DiCesare-Engler Concerts








For more info see our pittsburghconcerthistory.com site

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DiCesare-Engler started the Celebration of Lights in Hartwood Acres and other parts of the country to help the homeless.  In Pittsburgh, proceeds go to Project Bundle-Up





It was a cold January night in Washington DC.  My son Patrick and I were attending a real estate conference on developing Golf Course Communities.  Patrick was a senior at The University of Florida, majoring in real estate finance.  My company DiCesare Engler was very active in real estate development.  We had been trying for years to get an approval for a twenty thousand seat outdoor amphitheatre on the five hundred acres we had acquired in the bustling Cranberry Township area in Butler County north of Pittsburgh.  When all efforts to get an approval for the amphitheatre failed, I decided to take a new direction and planned to develop the land for residential housing based around a golf course.
The conference was well attended by many national developers.  If you were to take a financial census of those in attendance, there probably was no one less than a millionaire.  To say the attendees were wealthy would be an understatement.  At the end of the day, our group decided to go to dinner at Ruth’s Chris Steakhouse. 
At the end of our evening we asked the waiter to get us two cabs.  We paid our check.  It was a small fortune for some, but not to the caliber of gentlemen at our table.  I kept wondering what the sum of the collective net worth was at our table.  Everyone owned a great deal of real estate and only the most successful attended this event.  The waiter urged us to start waiting out front of the restaurant for the cab.  He knew it would be somewhat difficult to get a cab as it was freezing outside and it was a Friday night.
We waited for what seemed like an eternity.  The bitter cold made us more impatient.  As more people came out of the restaurant, the crowd waiting for a taxi started to mount.  I pulled my collar up as I tried to stay warm.  As I turned to my right I could see the Capital all aglow from the many spotlights adorning the familiar edifice.  I stared at it for quite some time.
I turned my head to the left again towards the direction that the cab would approach, and as I did, I noticed a small black man wearing only a light jacket.  It was a dark brown hooded sweat shirt.  I was wondering why he didn’t have a heavier coat.  He had a smile on his face and he was singing a tune that I didn’t recognize.  As he started approaching the group of well dressed people standing in front of the very prestigious restaurant, he broke out into dance and held his hand out asking for a donation.  It occurred to me that he was likely homeless.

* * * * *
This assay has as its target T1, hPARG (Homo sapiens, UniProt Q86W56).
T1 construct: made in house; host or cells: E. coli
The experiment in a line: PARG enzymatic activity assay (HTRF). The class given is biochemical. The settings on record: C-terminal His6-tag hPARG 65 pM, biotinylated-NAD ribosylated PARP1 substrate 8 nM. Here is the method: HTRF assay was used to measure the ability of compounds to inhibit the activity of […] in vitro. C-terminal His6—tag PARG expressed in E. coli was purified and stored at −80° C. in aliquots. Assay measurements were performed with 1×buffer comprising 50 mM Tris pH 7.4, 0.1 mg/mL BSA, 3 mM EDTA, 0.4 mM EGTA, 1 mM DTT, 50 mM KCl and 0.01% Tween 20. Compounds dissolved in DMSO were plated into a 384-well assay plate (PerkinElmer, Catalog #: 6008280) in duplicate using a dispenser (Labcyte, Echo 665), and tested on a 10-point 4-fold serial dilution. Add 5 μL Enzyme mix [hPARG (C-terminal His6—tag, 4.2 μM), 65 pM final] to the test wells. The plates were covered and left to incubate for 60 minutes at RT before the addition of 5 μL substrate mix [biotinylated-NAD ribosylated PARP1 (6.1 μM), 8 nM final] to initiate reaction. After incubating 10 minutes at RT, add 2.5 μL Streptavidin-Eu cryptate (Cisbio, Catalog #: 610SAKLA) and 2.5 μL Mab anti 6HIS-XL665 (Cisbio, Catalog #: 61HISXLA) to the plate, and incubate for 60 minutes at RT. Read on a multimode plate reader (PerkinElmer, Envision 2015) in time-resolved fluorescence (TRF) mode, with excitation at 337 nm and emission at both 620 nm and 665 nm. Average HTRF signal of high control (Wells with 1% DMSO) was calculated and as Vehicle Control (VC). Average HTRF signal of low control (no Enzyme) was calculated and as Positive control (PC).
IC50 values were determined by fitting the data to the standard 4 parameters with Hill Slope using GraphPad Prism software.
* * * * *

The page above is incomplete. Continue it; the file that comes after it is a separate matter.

He was still about twenty five feet away from me.  I noticed that no one was paying attention to him.  I again turned my head towards the view of the capital and as I looked to my right, I noticed a small man who looked to me like he could have been a boxer.  He was lean and muscular and was not wearing a heavy coat either.  I thought, “Perhaps it doesn’t get that cold in DC and that tonight must just be an unusually cold night.”
As I gazed at the lean mean looking man.  He started pushing through the crowd of people and was walking hurriedly straight towards me.  I turned my head away from him and I looked straight ahead.  There was the homeless man right in front of Patrick and me.  He had his hand out and he was doing his little dance right in front of us. As I reached in my pocket searching for money, suddenly the man behind me pushed his way through the crowd.   I could clearly see him punch the little homeless guy with a left hand jab to the stomach and a right hand hook to the jaw.  He hit the homeless man with such force, that he lifted him off his feet.  He came down and his forehead hit the concrete sidewalk with such force that I could hear a thud.  The crowd of people waiting for the cab had grown to about thirty by now and had witnessed the horrible scene.  I was startled.  I stared in disbelief.  My son Patrick who was standing immediately to my left shook my left shoulder as if to wake me up as I continued staring and he said to me, “Dad!  Dad!  Are you going to do anything?”  Nobody in this crowd of elegance made a move.  There was silence.  Everyone had witnessed the event.  But yet no one made a move to help the poor wretch.  The attacker disappeared.  Someone said, ‘Thank God.  Our cabs are here.”